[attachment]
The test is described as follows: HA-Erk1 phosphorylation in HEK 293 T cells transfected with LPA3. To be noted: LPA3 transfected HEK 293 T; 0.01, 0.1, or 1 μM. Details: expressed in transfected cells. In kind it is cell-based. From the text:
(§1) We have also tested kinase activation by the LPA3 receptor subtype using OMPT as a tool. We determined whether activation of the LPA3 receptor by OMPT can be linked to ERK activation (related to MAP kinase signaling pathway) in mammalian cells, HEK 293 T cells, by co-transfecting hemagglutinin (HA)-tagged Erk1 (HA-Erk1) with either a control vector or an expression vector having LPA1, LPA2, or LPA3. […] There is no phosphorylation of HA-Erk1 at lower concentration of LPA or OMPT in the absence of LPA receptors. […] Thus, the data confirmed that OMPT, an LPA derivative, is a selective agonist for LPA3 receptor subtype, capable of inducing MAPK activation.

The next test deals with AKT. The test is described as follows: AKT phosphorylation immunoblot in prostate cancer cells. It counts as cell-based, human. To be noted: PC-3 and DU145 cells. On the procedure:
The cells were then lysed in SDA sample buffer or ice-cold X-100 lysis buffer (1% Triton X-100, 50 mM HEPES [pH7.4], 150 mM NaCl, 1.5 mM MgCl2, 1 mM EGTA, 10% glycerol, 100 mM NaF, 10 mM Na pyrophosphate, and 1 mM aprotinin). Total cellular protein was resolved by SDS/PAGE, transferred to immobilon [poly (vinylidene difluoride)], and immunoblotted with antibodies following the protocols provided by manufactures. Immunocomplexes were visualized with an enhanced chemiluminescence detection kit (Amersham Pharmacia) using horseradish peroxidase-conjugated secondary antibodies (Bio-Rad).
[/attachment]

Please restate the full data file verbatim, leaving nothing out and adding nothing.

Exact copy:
The test is described as follows: HA-Erk1 phosphorylation in HEK 293 T cells transfected with LPA3. To be noted: LPA3 transfected HEK 293 T; 0.01, 0.1, or 1 μM. Details: expressed in transfected cells. In kind it is cell-based. From the text:
(§1) We have also tested kinase activation by the LPA3 receptor subtype using OMPT as a tool. We determined whether activation of the LPA3 receptor by OMPT can be linked to ERK activation (related to MAP kinase signaling pathway) in mammalian cells, HEK 293 T cells, by co-transfecting hemagglutinin (HA)-tagged Erk1 (HA-Erk1) with either a control vector or an expression vector having LPA1, LPA2, or LPA3. […] There is no phosphorylation of HA-Erk1 at lower concentration of LPA or OMPT in the absence of LPA receptors. […] Thus, the data confirmed that OMPT, an LPA derivative, is a selective agonist for LPA3 receptor subtype, capable of inducing MAPK activation.

The next test deals with AKT. The test is described as follows: AKT phosphorylation immunoblot in prostate cancer cells. It counts as cell-based, human. To be noted: PC-3 and DU145 cells. On the procedure:
The cells were then lysed in SDA sample buffer or ice-cold X-100 lysis buffer (1% Triton X-100, 50 mM HEPES [pH7.4], 150 mM NaCl, 1.5 mM MgCl2, 1 mM EGTA, 10% glycerol, 100 mM NaF, 10 mM Na pyrophosphate, and 1 mM aprotinin). Total cellular protein was resolved by SDS/PAGE, transferred to immobilon [poly (vinylidene difluoride)], and immunoblotted with antibodies following the protocols provided by manufactures. Immunocomplexes were visualized with an enhanced chemiluminescence detection kit (Amersham Pharmacia) using horseradish peroxidase-conjugated secondary antibodies (Bio-Rad).